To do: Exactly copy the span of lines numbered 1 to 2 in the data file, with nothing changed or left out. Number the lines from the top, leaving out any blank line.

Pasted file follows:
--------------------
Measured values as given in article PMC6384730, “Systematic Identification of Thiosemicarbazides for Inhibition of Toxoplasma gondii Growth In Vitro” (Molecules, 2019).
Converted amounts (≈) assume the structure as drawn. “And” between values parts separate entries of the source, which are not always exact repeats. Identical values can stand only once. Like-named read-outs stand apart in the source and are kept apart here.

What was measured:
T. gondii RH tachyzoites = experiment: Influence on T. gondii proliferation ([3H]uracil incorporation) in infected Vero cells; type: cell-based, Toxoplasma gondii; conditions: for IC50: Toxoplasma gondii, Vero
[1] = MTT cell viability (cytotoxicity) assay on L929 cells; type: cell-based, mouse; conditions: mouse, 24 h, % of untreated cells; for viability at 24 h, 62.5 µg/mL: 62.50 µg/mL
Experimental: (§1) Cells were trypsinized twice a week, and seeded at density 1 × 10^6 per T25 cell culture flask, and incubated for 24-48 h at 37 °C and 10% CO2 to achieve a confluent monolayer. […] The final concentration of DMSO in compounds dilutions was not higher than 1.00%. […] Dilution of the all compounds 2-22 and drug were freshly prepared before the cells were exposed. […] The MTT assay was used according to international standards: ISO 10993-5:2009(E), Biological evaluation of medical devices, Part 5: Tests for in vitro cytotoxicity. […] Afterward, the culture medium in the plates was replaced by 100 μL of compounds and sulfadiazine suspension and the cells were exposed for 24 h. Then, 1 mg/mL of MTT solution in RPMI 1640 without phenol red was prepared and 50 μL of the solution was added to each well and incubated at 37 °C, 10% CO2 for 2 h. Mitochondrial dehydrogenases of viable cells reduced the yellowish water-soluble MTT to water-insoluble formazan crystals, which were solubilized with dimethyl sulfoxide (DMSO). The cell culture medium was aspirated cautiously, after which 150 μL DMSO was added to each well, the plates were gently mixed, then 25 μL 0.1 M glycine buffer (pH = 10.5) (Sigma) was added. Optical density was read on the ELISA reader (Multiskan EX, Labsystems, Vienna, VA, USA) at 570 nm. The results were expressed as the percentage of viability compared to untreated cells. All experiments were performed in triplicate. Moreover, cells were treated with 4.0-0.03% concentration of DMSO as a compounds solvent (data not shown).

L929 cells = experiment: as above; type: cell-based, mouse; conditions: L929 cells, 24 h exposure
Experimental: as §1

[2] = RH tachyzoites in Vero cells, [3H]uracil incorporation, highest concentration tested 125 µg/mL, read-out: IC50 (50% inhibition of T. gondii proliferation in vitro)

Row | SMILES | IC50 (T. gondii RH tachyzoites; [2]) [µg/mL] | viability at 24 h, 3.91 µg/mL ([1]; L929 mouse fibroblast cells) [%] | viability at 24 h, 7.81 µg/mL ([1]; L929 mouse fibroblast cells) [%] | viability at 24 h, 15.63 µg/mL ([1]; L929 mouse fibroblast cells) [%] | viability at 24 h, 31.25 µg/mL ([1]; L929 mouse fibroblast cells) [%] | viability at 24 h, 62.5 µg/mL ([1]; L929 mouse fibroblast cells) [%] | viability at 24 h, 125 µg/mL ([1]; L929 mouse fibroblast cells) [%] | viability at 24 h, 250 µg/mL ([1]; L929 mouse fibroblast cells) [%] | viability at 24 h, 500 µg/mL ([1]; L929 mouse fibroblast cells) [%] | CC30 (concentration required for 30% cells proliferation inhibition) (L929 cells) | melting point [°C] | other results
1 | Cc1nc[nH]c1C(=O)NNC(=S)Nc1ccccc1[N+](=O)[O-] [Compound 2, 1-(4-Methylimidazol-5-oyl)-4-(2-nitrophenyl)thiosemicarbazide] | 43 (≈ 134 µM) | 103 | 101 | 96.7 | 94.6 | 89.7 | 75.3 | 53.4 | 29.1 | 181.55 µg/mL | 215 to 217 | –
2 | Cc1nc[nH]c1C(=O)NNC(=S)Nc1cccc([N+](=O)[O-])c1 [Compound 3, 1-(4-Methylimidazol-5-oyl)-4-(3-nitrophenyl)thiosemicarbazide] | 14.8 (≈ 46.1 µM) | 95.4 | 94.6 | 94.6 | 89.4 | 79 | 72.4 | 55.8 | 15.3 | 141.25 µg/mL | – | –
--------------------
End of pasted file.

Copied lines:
Measured values as given in article PMC6384730, “Systematic Identification of Thiosemicarbazides for Inhibition of Toxoplasma gondii Growth In Vitro” (Molecules, 2019).
Converted amounts (≈) assume the structure as drawn. “And” between values parts separate entries of the source, which are not always exact repeats. Identical values can stand only once. Like-named read-outs stand apart in the source and are kept apart here.